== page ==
The method of the present invention also encompasses the use of a water-soluble transfer ligand that complexes with the reduced radionuclide. In general, the transfer ligands useful in an alternative embodiment of the present invention are water soluble (or can be made water soluble) chelators that are capable of complexing technetium-99 m or any of the rhenium radioisotopes in the reduced state or other known radioisotopes to form a stable metal ion/ligand complex. The complex further is capable of exchanging the radioisotope with the pendant sulfhydryl groups present on the peptide-chelating agent conjugate, after deprotection of the thiol group(s). Examples of suitable transfer ligands include glucoheptonate, tartrate, DTPA, EDTA, di, tri or poly-alkylphosphonates, pyrophosphate or glycine and its derivatives. Those skilled in the art recognize that any chelating agent capable of complexing with reduced radionuclide and subsequently transferring the reduced radionuclide to pendant sulfhydryl groups are useful in accordance with the present invention (see, for example, Dean, U.S. Pat. No. 5,180,816 and/or Shochat et al., U.S. Pat. No. 5,061,641, the disclosures of each are incorporated by reference herein in their entirety).
The present invention also encompasses an alternative embodiment whereby the thiol-bound radiometal is "capped" with one or more exogenous ligands (see, Shochat et al., supra). These ligands generally are designed to complete the coordination sphere of the ion and to complement the sulfhydryl group(s) already provided by the peptide-chelating agent conjugate. A balance must be struck between ligands that bind the ion so tightly that they weaken the sulfur-metal bond(s) to the peptide reactive group(s) and reduce the stability of the radiometal label in serum, and those that provide insufficient chelating power so that the ion is easily extracted from the peptide by other exogenous ligands in serum or bone marrow, or in organs such as the liver, spleen or kidneys where clearance occurs. Those skilled in the art are capable of striking this balance using known chemical principles, and are capable of designing a suitable exogenous capping ligand.
A kit for use in radiolabeling a peptide, e.g., SS, OCT, T-OCT or VIP, with Tc-99 m, using generator produced pertechnetate, would include about 0.01-10 mg per unit dose of a peptide that specifically targets an antigen associated with a tumor, an infectious lesion, a microorganism, a myocardial infarction, a clot, atherosclerotic plaque or a normal organ or tissue, and which further is conjugated to a protected tertiary thiol-containing chelating agent to form a protected peptide-acetyl-t-thiol derivative that is deprotected to form a peptide-t-thiol derivative. Alternatively, the chelating agent can include an unnatural amino acid such as D-phenylalanine or the like. The kit also would include about 0.1-50 μg per unit dose of stannous ions. The constituents of the kit are combined just prior to use with about 2-50 mCi of Tc-99 m pertechnetate per mg of peptide. The peptide-thiol derivative and the Sn(II) reducing agent are advantageously combined in a single solution in a vial which can be stored, e.g., in a liquid nitrogen bath, or lyophilized, preferably with added sugar as is well known in the art, prior to addition of the pertechnetate. Variations including addition of conventional reagents of the foregoing kits are well within the routine skill of those skilled in the art.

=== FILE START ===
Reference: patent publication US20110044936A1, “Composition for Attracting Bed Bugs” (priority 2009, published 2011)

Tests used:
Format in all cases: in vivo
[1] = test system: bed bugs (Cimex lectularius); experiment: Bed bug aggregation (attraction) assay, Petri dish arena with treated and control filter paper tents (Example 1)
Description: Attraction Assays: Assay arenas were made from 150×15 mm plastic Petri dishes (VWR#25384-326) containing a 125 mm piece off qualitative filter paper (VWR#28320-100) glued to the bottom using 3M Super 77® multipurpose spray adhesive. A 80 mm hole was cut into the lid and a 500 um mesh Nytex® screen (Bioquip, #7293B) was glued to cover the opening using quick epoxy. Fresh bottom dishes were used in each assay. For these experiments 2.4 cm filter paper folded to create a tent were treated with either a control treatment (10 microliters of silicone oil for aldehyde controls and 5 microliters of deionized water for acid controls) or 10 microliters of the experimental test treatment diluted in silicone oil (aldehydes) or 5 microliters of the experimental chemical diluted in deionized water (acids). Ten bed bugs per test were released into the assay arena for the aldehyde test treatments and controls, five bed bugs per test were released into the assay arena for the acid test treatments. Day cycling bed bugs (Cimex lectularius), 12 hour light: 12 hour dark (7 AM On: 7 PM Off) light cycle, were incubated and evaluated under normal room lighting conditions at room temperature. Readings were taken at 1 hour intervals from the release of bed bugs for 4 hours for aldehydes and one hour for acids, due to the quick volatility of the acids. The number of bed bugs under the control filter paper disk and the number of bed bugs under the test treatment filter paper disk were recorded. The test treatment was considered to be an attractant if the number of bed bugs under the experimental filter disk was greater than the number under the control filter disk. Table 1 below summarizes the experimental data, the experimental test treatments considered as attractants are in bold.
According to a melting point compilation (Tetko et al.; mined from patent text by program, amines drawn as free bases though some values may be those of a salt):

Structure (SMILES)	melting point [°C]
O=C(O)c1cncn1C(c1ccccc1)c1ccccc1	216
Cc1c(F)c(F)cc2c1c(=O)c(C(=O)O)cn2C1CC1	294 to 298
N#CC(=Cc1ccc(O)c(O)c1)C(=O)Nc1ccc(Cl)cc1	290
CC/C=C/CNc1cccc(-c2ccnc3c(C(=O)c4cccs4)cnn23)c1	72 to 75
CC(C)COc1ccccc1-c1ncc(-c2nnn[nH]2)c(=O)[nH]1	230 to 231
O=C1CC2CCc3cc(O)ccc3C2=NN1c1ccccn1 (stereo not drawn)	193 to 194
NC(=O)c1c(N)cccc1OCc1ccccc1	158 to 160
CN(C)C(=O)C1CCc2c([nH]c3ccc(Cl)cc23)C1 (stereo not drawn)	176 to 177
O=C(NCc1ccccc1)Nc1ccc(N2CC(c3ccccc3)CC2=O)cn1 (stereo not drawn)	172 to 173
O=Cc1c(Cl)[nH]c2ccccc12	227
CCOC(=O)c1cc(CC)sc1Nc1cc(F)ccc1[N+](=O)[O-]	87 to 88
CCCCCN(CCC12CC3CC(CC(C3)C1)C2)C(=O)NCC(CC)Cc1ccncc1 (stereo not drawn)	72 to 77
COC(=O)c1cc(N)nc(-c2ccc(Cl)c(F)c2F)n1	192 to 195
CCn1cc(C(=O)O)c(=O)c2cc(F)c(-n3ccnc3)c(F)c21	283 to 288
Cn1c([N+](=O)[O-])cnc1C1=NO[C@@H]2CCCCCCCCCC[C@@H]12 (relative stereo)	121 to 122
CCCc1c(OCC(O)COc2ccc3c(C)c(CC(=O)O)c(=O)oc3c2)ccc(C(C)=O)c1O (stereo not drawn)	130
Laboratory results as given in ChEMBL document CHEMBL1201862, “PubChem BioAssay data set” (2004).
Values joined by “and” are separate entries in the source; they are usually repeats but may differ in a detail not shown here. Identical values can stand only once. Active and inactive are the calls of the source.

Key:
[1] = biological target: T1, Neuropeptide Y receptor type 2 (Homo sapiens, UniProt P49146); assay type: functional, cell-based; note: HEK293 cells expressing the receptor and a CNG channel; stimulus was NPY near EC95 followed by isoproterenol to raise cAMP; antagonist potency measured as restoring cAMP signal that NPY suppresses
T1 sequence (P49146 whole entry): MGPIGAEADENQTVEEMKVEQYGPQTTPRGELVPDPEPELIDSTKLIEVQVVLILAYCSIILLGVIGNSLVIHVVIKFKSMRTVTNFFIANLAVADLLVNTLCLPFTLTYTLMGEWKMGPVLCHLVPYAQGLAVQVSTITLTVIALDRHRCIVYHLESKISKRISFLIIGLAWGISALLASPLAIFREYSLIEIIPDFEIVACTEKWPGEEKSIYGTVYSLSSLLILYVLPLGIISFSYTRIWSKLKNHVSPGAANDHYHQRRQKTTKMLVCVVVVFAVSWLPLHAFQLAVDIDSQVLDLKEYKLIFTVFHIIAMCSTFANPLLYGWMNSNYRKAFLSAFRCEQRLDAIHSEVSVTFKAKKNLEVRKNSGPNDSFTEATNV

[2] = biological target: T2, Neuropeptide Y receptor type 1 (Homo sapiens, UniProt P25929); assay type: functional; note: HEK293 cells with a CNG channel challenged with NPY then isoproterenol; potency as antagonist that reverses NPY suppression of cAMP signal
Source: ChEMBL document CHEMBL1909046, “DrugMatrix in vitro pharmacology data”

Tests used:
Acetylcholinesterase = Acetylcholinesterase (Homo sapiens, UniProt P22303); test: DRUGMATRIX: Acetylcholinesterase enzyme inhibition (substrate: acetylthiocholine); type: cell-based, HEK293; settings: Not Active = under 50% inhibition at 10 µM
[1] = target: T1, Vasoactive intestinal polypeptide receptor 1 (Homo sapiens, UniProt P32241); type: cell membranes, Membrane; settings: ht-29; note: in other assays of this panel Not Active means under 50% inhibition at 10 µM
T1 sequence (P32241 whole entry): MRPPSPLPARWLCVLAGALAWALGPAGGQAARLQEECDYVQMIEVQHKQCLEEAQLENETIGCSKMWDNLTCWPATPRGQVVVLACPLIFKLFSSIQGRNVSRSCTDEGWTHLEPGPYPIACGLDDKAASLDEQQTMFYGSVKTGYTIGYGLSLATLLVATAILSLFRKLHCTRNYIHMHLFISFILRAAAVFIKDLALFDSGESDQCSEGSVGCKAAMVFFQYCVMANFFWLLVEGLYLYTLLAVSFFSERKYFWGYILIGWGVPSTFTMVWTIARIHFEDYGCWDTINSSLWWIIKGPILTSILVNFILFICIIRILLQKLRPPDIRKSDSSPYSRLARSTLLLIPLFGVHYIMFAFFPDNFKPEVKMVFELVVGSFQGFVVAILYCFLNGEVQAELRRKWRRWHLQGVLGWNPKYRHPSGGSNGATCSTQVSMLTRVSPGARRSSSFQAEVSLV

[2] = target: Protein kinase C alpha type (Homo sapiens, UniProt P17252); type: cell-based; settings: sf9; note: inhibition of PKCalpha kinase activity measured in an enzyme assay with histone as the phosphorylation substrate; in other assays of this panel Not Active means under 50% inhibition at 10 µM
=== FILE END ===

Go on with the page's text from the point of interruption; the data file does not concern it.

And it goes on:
If the peptide-acetyl-t-thiol derivative is used, it can be deprotected prior to admixture with the reducing agent, or after admixture. The protected peptide-acetyl-t-thiol derivative, however, should be deprotected prior to reaction with the radionuclide. Although the deprotecting agent and the radionuclide may be added to the solution simultaneously, the reaction sequence generally is (i) deprotection of the protected peptide-acetyl-t-thiol derivative and reduction of the radionuclide, and (ii) labeling the conjugate. Advantageously, however, the peptide-acetyl-t-thiol derivative is deprotected before admixture with the reducing agent and storage in a kit. Upon reading the present specification, those skilled in the art are capable of designing a method and kit using either a protected or deprotected peptide-acetyl-t-thiol derivative.